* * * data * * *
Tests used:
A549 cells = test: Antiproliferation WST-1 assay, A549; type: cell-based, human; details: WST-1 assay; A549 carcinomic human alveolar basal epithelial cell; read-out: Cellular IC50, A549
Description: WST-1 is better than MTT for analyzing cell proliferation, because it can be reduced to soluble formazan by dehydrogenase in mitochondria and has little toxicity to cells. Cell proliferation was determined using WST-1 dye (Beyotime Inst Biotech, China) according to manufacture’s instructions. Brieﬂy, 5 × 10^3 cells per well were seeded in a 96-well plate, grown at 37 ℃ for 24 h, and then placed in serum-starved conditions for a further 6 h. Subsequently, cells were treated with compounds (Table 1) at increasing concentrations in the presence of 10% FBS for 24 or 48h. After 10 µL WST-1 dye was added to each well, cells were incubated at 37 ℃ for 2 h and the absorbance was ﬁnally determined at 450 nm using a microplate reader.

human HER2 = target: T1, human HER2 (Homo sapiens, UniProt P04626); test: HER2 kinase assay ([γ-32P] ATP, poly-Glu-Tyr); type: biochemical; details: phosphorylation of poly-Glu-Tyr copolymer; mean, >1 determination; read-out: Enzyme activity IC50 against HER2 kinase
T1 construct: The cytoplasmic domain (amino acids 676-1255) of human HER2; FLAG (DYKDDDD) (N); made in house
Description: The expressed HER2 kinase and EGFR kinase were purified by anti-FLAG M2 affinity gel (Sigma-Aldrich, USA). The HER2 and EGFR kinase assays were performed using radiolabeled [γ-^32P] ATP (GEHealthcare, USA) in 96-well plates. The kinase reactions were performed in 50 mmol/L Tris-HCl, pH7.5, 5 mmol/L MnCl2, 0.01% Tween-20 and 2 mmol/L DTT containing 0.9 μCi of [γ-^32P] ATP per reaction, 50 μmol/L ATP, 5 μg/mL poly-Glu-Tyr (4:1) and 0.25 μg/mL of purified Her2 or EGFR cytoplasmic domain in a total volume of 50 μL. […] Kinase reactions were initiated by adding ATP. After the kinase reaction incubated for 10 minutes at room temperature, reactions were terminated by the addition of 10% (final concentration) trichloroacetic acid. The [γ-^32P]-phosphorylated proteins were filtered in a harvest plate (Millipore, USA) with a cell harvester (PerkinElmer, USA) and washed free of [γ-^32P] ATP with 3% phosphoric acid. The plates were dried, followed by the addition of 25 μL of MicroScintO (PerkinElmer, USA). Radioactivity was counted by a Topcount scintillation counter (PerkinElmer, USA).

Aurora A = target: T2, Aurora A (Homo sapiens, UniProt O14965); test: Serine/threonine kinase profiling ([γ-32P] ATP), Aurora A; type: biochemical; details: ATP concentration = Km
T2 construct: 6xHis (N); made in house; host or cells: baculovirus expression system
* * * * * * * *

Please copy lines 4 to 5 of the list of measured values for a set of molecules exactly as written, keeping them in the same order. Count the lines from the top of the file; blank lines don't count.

human HER2 = target: T1, human HER2 (Homo sapiens, UniProt P04626); test: HER2 kinase assay ([γ-32P] ATP, poly-Glu-Tyr); type: biochemical; details: phosphorylation of poly-Glu-Tyr copolymer; mean, >1 determination; read-out: Enzyme activity IC50 against HER2 kinase
T1 construct: The cytoplasmic domain (amino acids 676-1255) of human HER2; FLAG (DYKDDDD) (N); made in house